Ontario has a diverse power supply mix. Its generation fleet continues to evolve, using greener forms of supply to safely and reliably meet the province's changing electricity needs.
The IESO oversees Ontario's electricity system. It forecasts daily demand for electricity and operates in real time to ensure an adequate supply is always available. This includes managing the diverse characteristics of Ontario's generation fleet, making sure power generating units or other sources of supply are ready to ramp up and down production as needed.
Ontario's Energy Capacity and Output
There are 35,591 megawatts (MW) of installed generation in Ontario's electricity grid. The amount of power available at any given time depends on the availability of fuel, whether a generator is on outage for maintenance and operating limitations of the facility.
Each generation type has a role in Ontario's supply mix. Nuclear and large hydroelectric sites operate at all times and provide a steady output known as baseload generation. Other generation types such as gas and some hydroelectric stations ramp up production during peak periods of demand. Variable generation, such as wind and solar, produce energy depending on how much wind and sunlight is available. Yet, these sources are also flexible and can also change output quickly.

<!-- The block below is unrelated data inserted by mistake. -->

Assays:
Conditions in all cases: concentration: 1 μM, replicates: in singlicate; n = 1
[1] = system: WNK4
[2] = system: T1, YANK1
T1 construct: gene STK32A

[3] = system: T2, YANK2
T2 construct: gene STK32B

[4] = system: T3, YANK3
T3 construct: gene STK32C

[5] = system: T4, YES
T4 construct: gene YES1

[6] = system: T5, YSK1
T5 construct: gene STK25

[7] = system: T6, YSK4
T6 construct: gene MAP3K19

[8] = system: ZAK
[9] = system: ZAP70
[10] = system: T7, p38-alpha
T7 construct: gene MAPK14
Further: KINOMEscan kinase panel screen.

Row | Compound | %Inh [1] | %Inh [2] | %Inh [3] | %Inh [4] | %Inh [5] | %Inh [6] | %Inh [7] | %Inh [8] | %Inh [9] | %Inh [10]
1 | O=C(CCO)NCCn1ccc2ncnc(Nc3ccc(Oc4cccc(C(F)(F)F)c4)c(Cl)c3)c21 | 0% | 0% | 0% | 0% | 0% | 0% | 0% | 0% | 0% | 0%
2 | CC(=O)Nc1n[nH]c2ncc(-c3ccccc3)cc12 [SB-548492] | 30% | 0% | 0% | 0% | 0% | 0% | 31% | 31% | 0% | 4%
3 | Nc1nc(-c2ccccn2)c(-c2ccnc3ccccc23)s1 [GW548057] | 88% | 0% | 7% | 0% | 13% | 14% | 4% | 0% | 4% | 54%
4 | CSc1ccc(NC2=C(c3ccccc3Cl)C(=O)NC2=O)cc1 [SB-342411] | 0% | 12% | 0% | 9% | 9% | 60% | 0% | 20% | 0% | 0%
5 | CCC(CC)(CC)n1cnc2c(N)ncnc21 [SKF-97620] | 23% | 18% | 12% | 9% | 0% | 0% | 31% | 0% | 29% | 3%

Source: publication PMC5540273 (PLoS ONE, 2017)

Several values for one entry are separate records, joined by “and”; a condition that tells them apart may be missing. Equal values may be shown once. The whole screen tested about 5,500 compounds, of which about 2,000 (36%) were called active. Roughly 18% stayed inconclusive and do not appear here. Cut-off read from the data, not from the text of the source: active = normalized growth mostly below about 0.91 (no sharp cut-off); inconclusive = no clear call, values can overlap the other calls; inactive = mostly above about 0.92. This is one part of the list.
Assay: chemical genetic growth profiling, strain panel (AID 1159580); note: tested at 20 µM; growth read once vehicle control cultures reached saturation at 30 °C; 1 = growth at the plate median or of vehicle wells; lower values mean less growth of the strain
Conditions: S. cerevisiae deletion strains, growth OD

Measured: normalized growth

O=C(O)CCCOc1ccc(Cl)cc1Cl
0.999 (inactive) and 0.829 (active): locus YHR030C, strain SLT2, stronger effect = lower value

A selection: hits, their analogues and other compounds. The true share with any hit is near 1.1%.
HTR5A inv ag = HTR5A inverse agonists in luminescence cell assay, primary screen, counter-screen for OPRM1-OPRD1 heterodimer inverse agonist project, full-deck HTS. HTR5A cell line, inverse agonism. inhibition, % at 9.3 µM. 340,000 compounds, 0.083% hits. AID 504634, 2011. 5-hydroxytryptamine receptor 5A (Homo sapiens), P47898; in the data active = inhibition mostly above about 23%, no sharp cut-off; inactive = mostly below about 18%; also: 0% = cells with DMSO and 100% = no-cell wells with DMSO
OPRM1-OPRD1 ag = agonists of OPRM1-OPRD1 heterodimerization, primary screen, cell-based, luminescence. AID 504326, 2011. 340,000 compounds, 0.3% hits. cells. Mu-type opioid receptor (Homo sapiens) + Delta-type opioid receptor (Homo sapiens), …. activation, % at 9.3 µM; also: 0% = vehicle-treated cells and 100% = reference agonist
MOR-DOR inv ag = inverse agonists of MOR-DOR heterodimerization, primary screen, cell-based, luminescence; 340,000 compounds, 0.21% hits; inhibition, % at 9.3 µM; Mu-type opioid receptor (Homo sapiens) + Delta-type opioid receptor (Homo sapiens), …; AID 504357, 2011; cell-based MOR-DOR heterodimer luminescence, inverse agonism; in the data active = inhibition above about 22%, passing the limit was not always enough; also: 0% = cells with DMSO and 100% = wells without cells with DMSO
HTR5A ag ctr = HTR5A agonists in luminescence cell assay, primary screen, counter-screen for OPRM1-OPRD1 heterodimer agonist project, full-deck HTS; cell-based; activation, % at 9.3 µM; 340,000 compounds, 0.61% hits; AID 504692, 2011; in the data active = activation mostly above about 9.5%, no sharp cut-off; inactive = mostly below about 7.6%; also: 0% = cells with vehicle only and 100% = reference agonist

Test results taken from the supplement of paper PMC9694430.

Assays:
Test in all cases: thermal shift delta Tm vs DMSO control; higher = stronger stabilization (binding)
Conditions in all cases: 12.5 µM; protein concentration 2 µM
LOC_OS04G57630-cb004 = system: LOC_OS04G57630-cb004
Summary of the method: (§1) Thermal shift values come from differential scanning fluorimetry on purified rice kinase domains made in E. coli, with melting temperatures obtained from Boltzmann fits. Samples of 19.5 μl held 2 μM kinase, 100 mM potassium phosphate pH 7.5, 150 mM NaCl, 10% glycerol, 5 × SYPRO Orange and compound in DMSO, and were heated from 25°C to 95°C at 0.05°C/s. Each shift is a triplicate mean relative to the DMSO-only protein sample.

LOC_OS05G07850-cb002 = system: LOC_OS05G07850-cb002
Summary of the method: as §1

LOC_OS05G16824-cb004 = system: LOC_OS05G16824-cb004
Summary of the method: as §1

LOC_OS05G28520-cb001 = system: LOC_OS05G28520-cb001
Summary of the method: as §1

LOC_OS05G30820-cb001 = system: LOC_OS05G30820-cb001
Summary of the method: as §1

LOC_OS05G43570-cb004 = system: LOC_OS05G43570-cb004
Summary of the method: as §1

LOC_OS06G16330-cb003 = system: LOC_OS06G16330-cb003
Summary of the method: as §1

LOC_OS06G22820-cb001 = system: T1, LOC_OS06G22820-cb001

Installed Energy Capacity by Fuel Type (March 2016)
As of December 3, 2014, a category for biofuel generation was added to IESO reports and the "Other" category was retired. Note that some dual fuel facilities were moved to the gas category.
Long-Term Energy Plan outlines how the province's energy needs will be met over the coming years. It is based on the principles of cost effectiveness, reliability, clean energy, community engagement, and an emphasis on conservation and demand management before building new generation.
Ontario's Electricity Generation Fleet
Ontario's electricity grid draws power from a combination of different energy sources. Learn about the role that each one plays in contributing to the province's total power supply mix.
Nuclear power plays a critical and foundational role in the province's supply mix, representing 13,000 MW or over 30 percent of Ontario's installed generation capacity and about 60 percent of the electricity produced in Ontario.
Ontario's nuclear fleet provides long-term, emissions-free, baseload electricity generation, that operates 24 hours a day at relatively the same output level. The cost of nuclear power is regulated for Ontario Power Generation (OPG) and is established through a contract for Bruce Power.
One of the advantages of having nuclear power in a supply mix is that the cost and output is independent of seasonal water availability, weather conditions or fluctuating gas prices.
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Hydroelectric generation is the most widely used form of renewable energy in Canada and around the world. Its significant contribution to Ontario's supply mix dates back to the early 20th century when it fuelled massive economic growth. It remains a major contributor to Ontario's supply mix today, both as a form of baseload generation and during times of peak demand on the system. Ontario has around 8,400 MW of grid-connected hydroelectric capacity.